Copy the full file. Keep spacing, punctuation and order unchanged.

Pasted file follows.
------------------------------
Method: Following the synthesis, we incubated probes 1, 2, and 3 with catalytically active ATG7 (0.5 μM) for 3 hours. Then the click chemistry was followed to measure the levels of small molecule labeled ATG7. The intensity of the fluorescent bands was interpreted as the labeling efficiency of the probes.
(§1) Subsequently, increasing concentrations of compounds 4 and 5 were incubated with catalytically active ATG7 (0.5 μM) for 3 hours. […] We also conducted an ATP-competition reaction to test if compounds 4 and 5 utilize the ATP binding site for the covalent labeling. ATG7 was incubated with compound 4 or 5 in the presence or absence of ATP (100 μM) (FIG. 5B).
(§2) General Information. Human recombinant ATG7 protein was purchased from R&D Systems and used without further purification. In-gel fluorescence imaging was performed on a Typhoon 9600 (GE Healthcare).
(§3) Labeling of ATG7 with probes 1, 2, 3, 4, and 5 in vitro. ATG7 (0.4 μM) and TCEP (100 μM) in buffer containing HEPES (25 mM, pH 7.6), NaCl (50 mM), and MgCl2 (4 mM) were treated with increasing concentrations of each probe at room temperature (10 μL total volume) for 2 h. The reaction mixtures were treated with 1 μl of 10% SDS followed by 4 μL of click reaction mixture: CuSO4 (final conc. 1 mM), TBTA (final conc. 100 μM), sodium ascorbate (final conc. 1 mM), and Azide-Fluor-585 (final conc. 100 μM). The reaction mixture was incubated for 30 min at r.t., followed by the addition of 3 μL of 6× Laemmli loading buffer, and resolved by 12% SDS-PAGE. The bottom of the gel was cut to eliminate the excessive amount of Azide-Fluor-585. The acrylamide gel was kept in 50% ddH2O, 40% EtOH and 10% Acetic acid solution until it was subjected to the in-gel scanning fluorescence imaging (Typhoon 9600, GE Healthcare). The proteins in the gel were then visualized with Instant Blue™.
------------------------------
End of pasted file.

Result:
Method: Following the synthesis, we incubated probes 1, 2, and 3 with catalytically active ATG7 (0.5 μM) for 3 hours. Then the click chemistry was followed to measure the levels of small molecule labeled ATG7. The intensity of the fluorescent bands was interpreted as the labeling efficiency of the probes.
(§1) Subsequently, increasing concentrations of compounds 4 and 5 were incubated with catalytically active ATG7 (0.5 μM) for 3 hours. […] We also conducted an ATP-competition reaction to test if compounds 4 and 5 utilize the ATP binding site for the covalent labeling. ATG7 was incubated with compound 4 or 5 in the presence or absence of ATP (100 μM) (FIG. 5B).
(§2) General Information. Human recombinant ATG7 protein was purchased from R&D Systems and used without further purification. In-gel fluorescence imaging was performed on a Typhoon 9600 (GE Healthcare).
(§3) Labeling of ATG7 with probes 1, 2, 3, 4, and 5 in vitro. ATG7 (0.4 μM) and TCEP (100 μM) in buffer containing HEPES (25 mM, pH 7.6), NaCl (50 mM), and MgCl2 (4 mM) were treated with increasing concentrations of each probe at room temperature (10 μL total volume) for 2 h. The reaction mixtures were treated with 1 μl of 10% SDS followed by 4 μL of click reaction mixture: CuSO4 (final conc. 1 mM), TBTA (final conc. 100 μM), sodium ascorbate (final conc. 1 mM), and Azide-Fluor-585 (final conc. 100 μM). The reaction mixture was incubated for 30 min at r.t., followed by the addition of 3 μL of 6× Laemmli loading buffer, and resolved by 12% SDS-PAGE. The bottom of the gel was cut to eliminate the excessive amount of Azide-Fluor-585. The acrylamide gel was kept in 50% ddH2O, 40% EtOH and 10% Acetic acid solution until it was subjected to the in-gel scanning fluorescence imaging (Typhoon 9600, GE Healthcare). The proteins in the gel were then visualized with Instant Blue™.